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Does Mathematica think Sqrt[2] is rational?

This might be already well known, but...

Consider the following expression

expr = ForAll[{x, y}, x^2 != 2 y^2]

If we test it over the Reals, it should be false, since x=Sqrt[2] and
y=1 falsify it.
Mathematica agrees with us

Reduce[expr, {x, y}, Reals]

However if we test it over the Integers or the Rationals it should be
true, as a demonstration that Sqrt[2] is not rational.
Mathematica , unfortunately,  does not agree with us

Reduce[expr, {x, y}, Integers]

Reduce[expr, {x, y}, Rationals]

So it appears that Mathematica thinks that there are 2 integers x, y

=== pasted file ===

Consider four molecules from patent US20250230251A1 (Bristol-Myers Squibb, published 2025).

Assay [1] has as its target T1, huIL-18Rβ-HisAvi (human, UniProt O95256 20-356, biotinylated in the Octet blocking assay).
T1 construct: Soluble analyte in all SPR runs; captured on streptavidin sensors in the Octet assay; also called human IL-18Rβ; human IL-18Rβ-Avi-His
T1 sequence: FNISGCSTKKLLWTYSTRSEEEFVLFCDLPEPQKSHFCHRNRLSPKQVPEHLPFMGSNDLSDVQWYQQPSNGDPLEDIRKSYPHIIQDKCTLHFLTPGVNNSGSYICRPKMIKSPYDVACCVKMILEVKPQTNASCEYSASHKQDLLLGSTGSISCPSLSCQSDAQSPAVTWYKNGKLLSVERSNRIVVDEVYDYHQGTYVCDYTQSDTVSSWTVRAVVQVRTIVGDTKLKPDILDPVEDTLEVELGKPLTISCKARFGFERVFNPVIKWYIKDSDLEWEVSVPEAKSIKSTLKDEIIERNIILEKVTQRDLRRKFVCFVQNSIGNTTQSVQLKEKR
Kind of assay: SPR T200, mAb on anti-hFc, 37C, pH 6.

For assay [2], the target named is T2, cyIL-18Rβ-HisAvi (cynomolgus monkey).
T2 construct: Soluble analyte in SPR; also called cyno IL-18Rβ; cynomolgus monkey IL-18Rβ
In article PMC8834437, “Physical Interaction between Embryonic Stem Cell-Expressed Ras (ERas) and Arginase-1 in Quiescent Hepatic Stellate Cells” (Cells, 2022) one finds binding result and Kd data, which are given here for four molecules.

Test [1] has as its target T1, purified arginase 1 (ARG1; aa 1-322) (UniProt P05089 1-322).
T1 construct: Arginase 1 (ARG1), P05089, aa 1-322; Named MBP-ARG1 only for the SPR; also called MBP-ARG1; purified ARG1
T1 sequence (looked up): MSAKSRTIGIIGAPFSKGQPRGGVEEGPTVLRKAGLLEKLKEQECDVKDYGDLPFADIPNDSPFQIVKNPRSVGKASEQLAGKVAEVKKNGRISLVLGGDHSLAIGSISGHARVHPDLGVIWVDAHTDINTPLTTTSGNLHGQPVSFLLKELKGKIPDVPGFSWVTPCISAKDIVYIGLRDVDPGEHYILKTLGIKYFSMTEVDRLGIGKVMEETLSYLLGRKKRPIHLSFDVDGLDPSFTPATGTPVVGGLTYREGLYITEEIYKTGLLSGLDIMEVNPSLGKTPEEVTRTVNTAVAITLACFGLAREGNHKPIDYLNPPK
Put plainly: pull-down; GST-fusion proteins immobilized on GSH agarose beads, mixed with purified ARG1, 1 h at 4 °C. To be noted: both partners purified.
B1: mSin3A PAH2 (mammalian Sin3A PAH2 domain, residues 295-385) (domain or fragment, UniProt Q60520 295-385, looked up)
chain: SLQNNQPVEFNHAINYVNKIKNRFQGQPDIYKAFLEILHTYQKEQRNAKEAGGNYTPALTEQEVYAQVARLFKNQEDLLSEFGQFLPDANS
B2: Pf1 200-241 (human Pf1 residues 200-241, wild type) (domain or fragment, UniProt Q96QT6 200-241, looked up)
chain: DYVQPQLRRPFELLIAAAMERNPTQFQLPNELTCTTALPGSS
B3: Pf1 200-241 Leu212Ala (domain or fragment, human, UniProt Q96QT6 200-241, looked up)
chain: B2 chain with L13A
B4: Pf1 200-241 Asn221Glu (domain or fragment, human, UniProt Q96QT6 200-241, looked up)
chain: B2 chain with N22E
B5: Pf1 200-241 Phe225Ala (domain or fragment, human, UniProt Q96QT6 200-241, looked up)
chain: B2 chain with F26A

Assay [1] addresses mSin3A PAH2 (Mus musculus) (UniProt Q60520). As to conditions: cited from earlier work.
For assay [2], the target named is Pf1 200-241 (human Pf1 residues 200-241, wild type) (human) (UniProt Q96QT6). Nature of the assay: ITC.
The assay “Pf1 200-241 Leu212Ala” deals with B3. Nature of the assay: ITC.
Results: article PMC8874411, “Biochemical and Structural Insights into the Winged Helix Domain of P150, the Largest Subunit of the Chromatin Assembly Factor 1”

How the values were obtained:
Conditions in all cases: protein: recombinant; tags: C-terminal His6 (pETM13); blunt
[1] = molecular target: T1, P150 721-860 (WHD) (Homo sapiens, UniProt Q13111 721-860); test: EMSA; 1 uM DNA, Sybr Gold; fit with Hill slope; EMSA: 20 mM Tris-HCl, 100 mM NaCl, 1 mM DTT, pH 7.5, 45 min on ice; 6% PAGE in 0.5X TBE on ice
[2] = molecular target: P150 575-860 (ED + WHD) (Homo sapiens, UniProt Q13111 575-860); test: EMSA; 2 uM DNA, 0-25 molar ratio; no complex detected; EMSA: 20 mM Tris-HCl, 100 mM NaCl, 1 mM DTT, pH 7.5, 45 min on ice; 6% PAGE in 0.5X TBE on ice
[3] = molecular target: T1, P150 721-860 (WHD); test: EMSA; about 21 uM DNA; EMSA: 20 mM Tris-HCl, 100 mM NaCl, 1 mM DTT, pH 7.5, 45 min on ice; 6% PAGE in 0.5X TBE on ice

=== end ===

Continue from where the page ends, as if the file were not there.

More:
such that x^2 = 2 y^2.
Let's consider the negation of the previous expression

expr2 = Exists[{x, y}, x^2 == 2 y^2]

Mathematica correctly finds out that expr is true over the reals

Reduce[expr2, {x, y}, Reals]

But gives a wrong answer over the integers or the rationals

Reduce[expr2, {x, y}, Integers]

Reduce[expr2, {x, y}, Rationals]

Finally, if we try the inequality without the quantifiers, the results
are not very illuminating with the Reals, but still correct

Reduce[x^2 != 2 y^2, {x, y}, Reals]

While with Integers Mathematica misses the point entirely

Reduce[x^2 != 2 y^2, {x, y}, Integers]

Conclusion : Mathematica does not seem to realize that Sqrt[2] is

Am I missing something or WRI has been infiltrated by
Pythagoreans :-)  ?

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